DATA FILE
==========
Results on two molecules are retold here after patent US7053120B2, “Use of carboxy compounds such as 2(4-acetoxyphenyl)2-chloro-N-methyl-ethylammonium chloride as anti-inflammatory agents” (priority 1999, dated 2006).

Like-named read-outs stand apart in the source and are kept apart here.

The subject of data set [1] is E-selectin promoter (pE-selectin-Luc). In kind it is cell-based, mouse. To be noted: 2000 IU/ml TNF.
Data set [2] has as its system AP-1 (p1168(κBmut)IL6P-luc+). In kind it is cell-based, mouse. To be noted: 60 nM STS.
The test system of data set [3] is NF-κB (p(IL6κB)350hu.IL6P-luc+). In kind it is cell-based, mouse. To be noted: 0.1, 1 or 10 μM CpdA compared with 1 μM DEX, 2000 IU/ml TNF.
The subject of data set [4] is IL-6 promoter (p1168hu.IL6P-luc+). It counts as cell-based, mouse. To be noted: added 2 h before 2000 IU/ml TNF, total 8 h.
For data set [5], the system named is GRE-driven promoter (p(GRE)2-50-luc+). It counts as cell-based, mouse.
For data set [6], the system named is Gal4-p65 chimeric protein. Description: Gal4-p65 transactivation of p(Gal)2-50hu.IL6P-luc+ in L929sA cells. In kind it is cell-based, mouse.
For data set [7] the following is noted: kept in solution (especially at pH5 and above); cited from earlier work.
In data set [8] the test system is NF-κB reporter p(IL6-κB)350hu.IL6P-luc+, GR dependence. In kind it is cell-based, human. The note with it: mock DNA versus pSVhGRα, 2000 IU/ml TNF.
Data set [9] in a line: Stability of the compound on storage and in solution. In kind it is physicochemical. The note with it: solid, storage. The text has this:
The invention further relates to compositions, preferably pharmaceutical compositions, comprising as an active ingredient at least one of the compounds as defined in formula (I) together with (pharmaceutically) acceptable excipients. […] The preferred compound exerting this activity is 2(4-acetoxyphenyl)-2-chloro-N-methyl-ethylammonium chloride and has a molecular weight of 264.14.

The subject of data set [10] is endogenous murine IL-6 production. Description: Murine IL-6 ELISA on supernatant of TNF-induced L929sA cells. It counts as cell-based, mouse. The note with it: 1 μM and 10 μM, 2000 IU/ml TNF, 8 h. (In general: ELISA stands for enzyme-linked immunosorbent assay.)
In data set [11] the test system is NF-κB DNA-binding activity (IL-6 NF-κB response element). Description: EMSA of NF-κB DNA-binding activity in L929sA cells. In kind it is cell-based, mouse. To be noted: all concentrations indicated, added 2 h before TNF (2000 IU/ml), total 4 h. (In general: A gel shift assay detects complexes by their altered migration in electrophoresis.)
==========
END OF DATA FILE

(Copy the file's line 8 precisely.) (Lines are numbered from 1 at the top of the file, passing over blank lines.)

For data set [6], the system named is Gal4-p65 chimeric protein. Description: Gal4-p65 transactivation of p(Gal)2-50hu.IL6P-luc+ in L929sA cells. In kind it is cell-based, mouse.